Criticising the previous government for its alleged negligence in implementing the National Action Plan (NAP), Prime Minister Shehbaz Sharif on Sunday vowed to restore the role of provinces in the plan.

Chairing a meeting on law and order in Lahore, the prime minister lamented that the role of the provinces in the implementation of NAP had been ignored during the last four years which led to an increase in acts of terrorism in the country.

“This role of the provinces will be restored that remained missing during the last four years,” a statement quoted him as saying.

The 20-point NAP was dev­ised in the wake of December 2014 terrorist attack on the Army Public School in Peshawar.

A senior security official spelled out how provinces had not fulfilled their responsibilities that had been defined in NAP.

The official, requesting anonymity, said “…provin­ces were to make legal, judicial, police and madressah reforms, ban hate literature, [ensure] de-weaponisation and impart special training to the civil security agencies. But unfortunately, that has not happened at the provincial level”.

Prime Minister Shehbaz stre­ssed that ensuring law and ord­er and a peaceful atmosphere in the country was a prerequisite for restoring national economy and development.

He said the entire nation was united on the anti-terrorism narrative, standing behind the armed forces and law-enforcement agencies.

He said the fight against terrorism would continue till the elimination of the menace and pledged never to compromise on Pakistan’s security and defence.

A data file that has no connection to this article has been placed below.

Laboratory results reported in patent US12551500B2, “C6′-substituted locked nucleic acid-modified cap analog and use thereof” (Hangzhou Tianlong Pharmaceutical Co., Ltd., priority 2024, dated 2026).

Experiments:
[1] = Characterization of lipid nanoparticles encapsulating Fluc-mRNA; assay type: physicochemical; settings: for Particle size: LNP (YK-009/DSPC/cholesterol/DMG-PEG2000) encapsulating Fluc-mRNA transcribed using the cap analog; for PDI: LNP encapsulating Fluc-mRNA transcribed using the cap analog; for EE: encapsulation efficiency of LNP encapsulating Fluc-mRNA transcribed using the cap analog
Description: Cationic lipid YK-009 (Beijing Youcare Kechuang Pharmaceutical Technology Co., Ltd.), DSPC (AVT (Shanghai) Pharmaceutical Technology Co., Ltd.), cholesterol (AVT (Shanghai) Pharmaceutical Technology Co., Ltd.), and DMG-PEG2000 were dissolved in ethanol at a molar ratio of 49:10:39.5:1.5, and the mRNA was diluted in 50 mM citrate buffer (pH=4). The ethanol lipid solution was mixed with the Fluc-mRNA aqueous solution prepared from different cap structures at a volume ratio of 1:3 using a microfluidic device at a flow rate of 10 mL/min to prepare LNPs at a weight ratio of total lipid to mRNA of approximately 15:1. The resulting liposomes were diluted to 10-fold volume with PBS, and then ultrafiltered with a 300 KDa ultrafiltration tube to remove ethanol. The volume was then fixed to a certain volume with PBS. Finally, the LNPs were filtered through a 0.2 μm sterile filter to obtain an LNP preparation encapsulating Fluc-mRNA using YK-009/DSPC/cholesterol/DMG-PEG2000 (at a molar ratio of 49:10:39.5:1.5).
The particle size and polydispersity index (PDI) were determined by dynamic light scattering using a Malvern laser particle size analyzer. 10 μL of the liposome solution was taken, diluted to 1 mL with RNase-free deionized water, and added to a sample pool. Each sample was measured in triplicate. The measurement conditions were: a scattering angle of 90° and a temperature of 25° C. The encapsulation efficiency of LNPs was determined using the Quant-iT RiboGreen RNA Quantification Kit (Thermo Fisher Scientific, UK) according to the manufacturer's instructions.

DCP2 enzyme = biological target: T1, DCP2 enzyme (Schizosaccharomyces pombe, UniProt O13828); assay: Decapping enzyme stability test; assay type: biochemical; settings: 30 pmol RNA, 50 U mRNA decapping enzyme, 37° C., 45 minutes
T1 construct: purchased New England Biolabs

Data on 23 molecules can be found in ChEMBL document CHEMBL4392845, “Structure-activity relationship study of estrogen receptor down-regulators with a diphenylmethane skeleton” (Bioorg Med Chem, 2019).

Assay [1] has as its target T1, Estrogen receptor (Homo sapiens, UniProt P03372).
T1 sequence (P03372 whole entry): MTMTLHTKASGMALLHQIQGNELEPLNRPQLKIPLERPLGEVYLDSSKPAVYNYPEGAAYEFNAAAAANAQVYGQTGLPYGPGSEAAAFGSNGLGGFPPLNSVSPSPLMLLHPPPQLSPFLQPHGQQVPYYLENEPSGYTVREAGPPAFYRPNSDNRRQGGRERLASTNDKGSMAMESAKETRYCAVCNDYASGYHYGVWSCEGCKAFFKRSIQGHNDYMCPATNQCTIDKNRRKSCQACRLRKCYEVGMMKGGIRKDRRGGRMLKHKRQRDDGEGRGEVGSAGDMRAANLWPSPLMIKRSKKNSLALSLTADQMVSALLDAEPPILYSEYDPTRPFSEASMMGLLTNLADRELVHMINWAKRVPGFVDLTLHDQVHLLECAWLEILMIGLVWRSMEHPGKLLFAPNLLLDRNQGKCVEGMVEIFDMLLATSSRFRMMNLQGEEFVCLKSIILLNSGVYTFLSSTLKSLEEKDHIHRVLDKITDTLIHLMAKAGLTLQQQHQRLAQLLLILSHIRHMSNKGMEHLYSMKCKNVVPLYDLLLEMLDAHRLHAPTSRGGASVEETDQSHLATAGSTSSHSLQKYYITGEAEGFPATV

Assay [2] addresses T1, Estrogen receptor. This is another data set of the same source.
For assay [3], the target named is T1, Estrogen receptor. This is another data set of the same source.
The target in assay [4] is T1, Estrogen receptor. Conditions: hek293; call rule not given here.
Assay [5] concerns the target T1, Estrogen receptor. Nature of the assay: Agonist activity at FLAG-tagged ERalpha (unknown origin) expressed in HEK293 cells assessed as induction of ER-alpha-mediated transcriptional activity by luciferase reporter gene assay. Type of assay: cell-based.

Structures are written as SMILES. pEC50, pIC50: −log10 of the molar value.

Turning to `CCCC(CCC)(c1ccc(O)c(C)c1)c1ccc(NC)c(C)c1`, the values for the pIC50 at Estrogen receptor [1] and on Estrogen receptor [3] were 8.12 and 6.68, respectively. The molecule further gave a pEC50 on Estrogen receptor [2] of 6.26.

The meeting also reviewed the implementation of the steps to eliminate the sources of terror financing and relevant laws.

The prime minister appreciated the performance of the law-enforcement agencies regarding the fulfillment of the Financial Action Task Force (FATF) action plan.

The Paris-based FATF recently announced that Pakistan had implemented the two action plans given to it and that a mission of the body would visit the country in October to verify the compliance before formally delisting it from the ‘grey list’.

The FATF made up of 37 member countries, including the US, regional groups Gulf Cooperation Council and European Commission, had placed Pakistan on the grey list in June 2018.

Islamabad was handed over a list of 27 conditions required to be fulfilled to exit the grey list, which is composed of countries with a high risk of money laundering and what FATF considers terrorism financing. The IMF had included exit from the grey list as part of its conditions set for the $6 billion bailout programme for Pakistan.

Being on the grey list means investors and creditors are scared away from the country, while its exports may also be hurt.

Expressing concern over the rising graph of street crimes in Punjab province, the prime minister directed the provincial government led by his son, Hamza Shehbaz, to take measures for protection of lives and properties of the people.

He said public opinion could only be turned in favour of the police and law-enforcement agencies when they would show performance.

During the meeting, the PM was briefed on the law and order situation in the province, terrorism threats as well as the measures being taken to curb the scourge.

The meeting was attended by Chief Minister Hamza Shehbaz, Interior Minister Rana Sanaullah, Deputy Speaker of the Punjab Assembly Dost Muhammad Mazari, and other senior officials.


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